“Free won’t” leads to free will since not-doing something is aided by doing something else. In another classic training exercise — I got it from Draja Mickaharic who I believe snagged it from Gurdjieff — a person walking home in a snowstorm reaches his front door but does not go in immediately; instead he walks around the block once first. Thus he strengthens his will. Here, free won’t or the refusal of gratification has been translated into free will or choice of alternative courses. (You could sing Ave Maria before going inside if you prefer.)

This is all related I think to the level of coalesced harmony and negentropy in the system, entrained around the decision-maker. That’s where knife edge is — when spirit is willing how is flesh doing? Through training, the answer to that question can change.

So much for the active form of free will. There is also a more subtle, paradoxical and probably fundamental form which is referred to as creativity. We saw last week how a Breakout or moment of inspiration can bring something new to the human system, which resolves stressful issues into harmonious relationship, and we also saw how it can be deliberately induced by giving up any attempt to consciously control. I often induce similar resolutions by Ericksonian trance. More sophisticated anti-willers like Wegner would say this is giving up free will, but of course you can choose to do it consciously and you thereby gain freedom. Meanwhile Coyne is far even from Wegner.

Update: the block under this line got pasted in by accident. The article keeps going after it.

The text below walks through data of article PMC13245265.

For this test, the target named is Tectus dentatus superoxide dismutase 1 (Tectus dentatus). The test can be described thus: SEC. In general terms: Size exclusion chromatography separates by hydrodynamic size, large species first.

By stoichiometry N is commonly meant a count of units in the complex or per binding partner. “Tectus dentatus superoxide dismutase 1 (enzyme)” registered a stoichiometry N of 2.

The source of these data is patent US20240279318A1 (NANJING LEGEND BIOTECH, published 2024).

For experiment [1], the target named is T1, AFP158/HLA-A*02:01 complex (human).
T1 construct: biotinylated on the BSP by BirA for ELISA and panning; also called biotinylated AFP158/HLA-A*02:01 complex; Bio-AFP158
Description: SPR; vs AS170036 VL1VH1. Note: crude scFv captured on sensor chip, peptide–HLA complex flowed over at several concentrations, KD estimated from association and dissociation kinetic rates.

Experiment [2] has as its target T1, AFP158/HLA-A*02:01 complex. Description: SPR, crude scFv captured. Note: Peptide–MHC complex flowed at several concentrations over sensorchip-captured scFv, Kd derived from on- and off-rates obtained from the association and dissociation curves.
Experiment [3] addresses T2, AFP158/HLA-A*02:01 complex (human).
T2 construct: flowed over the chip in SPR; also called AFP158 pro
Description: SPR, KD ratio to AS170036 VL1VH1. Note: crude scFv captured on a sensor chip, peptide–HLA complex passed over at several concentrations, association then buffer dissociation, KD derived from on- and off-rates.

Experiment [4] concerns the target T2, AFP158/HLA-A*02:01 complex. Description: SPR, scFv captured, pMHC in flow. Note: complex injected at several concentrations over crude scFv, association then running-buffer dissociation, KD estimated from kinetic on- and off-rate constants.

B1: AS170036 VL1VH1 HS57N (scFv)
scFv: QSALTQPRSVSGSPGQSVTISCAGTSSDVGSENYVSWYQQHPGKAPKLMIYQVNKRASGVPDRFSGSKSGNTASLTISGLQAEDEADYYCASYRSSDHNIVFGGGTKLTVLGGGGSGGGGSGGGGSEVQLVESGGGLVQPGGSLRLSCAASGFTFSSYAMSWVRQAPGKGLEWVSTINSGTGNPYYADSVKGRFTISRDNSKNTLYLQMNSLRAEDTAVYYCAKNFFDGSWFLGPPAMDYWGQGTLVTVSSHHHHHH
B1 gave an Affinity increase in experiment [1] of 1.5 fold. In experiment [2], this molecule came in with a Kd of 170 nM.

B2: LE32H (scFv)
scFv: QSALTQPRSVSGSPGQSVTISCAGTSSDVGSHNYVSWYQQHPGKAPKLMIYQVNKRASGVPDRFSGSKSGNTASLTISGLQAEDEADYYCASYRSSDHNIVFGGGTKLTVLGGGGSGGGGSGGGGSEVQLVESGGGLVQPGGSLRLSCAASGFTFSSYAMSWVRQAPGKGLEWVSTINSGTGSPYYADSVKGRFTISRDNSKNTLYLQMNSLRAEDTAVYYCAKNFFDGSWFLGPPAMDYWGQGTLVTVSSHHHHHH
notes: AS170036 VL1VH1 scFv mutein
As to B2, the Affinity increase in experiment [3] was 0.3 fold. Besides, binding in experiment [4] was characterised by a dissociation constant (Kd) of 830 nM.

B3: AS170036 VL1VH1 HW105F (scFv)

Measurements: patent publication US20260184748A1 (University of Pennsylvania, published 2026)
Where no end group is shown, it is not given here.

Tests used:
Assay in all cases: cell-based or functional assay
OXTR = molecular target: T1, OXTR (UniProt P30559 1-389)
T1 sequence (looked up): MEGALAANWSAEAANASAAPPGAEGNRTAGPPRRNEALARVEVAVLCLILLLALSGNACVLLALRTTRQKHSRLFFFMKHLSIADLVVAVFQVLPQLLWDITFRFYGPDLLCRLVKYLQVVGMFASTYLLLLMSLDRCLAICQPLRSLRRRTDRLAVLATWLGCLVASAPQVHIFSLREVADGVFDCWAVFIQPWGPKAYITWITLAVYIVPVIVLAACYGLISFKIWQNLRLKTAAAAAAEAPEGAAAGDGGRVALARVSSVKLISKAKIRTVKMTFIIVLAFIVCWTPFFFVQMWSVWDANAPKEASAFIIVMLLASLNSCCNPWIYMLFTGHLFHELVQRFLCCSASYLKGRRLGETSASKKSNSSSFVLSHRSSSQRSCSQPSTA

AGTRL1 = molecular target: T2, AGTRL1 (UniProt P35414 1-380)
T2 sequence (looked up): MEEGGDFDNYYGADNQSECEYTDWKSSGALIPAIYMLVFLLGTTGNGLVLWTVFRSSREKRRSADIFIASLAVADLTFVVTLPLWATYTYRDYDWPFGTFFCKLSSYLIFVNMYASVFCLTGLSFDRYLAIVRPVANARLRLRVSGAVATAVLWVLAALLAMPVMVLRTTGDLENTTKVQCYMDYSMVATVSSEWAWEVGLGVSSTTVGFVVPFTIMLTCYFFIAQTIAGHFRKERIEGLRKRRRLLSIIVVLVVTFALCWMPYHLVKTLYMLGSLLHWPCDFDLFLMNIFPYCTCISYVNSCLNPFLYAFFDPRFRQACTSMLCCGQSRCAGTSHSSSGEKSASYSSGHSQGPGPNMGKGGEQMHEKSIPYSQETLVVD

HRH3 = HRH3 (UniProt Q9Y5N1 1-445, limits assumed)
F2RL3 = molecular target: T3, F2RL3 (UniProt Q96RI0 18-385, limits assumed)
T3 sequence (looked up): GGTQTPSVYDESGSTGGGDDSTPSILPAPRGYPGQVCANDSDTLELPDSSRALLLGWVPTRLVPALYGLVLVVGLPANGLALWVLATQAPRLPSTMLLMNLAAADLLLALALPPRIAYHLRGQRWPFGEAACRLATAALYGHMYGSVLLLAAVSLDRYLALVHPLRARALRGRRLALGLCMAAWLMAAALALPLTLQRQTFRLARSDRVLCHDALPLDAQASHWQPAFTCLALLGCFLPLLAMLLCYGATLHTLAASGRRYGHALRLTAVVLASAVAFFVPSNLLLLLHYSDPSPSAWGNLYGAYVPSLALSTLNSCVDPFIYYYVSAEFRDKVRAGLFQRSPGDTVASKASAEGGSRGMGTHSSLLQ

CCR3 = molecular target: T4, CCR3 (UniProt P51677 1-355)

As with all concepts of intuition and inspiration, these are not things “I” do but appear from outside the closed circle of the personality. An argument for free will is not an argument for conventional personal identity or for the necessity of control. On the contrary, less control can mean more freedom. (This does not mean giving way to any “randomness” since randomness does not reduce disorder.)